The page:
As a foster child, adoptee, kinship carer, parent and newly-minted grandparent, AnglicareSA CEO The Reverend Peter Sandeman says protecting children and helping families is all of our business in an article published in The Advertiser.
The recent tragic examples of child abuse and neglect have reminded us all just how vulnerable children are and the importance of good parenting.
All families need help from time to time. As a foster child, adoptee, kinship carer, parent and newly-minted grandparent, I’ve certainly appreciated great support along the way. A good family is a great gift but it’s hard graft at times.
Sometimes as friends, family, neighbours and workers, we fail to notice the signs and sometimes we don’t think it’s our business to interfere.
Protecting children and supporting families struggling to cope is all of our business, and that’s why the integrity of the child protection system is so important and why we have all been shocked and worried about recent events.
But it’s not just an issue for Families SA; they simply can’t be everywhere at once. Protective support systems begin with all of us. The death of a child through abuse or neglect is a collective failure of the whole community.
In prioritising those families that need help and children in danger, Families SA relies on the quality and frequency of our reports. We must help them make more informed interventions by being better at making those difficult phone calls, even if we’re not completely sure.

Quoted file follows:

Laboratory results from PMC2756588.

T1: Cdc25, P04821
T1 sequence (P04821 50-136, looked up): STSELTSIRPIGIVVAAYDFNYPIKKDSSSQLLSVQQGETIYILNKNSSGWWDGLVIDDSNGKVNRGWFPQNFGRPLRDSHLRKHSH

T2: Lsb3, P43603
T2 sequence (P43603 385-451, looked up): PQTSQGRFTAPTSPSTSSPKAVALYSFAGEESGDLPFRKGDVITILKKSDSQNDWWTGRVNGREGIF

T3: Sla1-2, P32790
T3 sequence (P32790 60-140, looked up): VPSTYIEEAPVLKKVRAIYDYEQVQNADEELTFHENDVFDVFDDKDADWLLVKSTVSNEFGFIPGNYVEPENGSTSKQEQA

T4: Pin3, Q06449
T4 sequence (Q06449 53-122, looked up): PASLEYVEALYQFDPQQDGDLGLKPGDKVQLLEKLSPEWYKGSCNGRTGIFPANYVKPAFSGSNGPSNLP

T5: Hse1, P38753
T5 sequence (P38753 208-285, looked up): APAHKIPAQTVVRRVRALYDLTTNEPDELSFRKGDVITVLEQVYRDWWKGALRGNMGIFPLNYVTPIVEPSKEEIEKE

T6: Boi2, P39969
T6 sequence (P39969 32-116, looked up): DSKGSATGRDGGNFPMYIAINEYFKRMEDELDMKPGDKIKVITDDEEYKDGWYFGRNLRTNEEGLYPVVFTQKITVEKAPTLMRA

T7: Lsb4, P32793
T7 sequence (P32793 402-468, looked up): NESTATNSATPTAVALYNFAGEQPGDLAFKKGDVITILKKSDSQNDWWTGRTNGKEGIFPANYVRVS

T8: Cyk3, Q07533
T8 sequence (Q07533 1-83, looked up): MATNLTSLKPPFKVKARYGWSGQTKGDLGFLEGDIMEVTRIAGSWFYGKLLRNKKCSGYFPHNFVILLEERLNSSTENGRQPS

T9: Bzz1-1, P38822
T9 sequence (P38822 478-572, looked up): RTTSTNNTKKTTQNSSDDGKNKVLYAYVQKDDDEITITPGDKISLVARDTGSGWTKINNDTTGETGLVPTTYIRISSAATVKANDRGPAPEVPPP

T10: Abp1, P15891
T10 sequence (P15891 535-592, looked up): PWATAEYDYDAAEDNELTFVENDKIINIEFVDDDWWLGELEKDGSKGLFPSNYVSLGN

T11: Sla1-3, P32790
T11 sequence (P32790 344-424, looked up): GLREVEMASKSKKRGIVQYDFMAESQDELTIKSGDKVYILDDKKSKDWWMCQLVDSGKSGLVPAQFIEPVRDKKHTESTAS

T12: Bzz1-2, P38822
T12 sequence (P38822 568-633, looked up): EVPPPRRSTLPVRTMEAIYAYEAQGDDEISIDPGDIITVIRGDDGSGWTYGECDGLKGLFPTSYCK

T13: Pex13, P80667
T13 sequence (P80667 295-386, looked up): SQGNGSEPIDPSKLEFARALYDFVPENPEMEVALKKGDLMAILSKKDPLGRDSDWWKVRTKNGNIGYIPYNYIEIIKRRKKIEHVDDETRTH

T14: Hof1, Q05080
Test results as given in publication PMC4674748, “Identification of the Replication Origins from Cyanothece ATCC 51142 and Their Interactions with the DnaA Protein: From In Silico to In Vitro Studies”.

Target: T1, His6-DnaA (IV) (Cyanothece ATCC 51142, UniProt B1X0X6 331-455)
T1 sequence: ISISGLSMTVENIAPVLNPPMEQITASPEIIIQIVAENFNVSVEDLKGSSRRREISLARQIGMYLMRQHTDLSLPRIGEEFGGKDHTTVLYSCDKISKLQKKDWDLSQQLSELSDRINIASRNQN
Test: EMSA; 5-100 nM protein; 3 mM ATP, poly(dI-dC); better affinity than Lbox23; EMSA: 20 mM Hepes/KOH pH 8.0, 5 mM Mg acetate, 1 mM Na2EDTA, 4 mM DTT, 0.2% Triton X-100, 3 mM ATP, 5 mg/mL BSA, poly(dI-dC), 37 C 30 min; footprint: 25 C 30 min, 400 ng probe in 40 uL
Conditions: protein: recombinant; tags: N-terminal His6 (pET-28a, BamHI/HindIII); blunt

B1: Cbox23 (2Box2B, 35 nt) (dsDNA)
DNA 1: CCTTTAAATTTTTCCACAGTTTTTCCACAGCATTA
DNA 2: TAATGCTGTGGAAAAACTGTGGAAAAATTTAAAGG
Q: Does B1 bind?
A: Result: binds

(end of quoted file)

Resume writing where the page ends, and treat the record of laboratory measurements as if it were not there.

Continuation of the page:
In some of the cases I am aware of, Families SA has attempted to both support the family to function better, and determine whether the child should be removed.
These functions are clearly incompatible, as the family needing support will not easily trust workers from the agency that has the power to remove their child.
The key focus of Families SA has to be the capacity to make the right call about removing or returning a child.
And when a child has to be removed from their biological family, we need to support those wonderful people who open their homes as foster and kinship carers.
Ensuring more permanent placement of children – once it is clear removal is required and reunion is not an option – is absolutely critical to enabling these children to flourish.
We need more carers and better support systems to allow them to exercise the same parental rights and responsibilities as biological families.
AnglicareSA is privileged to support about 400 carers, and their role needs to be clarified, as well as better recognised, for the great contribution that they make.
We need to improve our family support and child protection functions, and the Select Committee and the Royal Commission may just be the circuit-breakers required to halt the usual political pattern of attack and defence; to have the deep conversation to enable a fundamental recasting of the way we work together as a community to support families and protect children.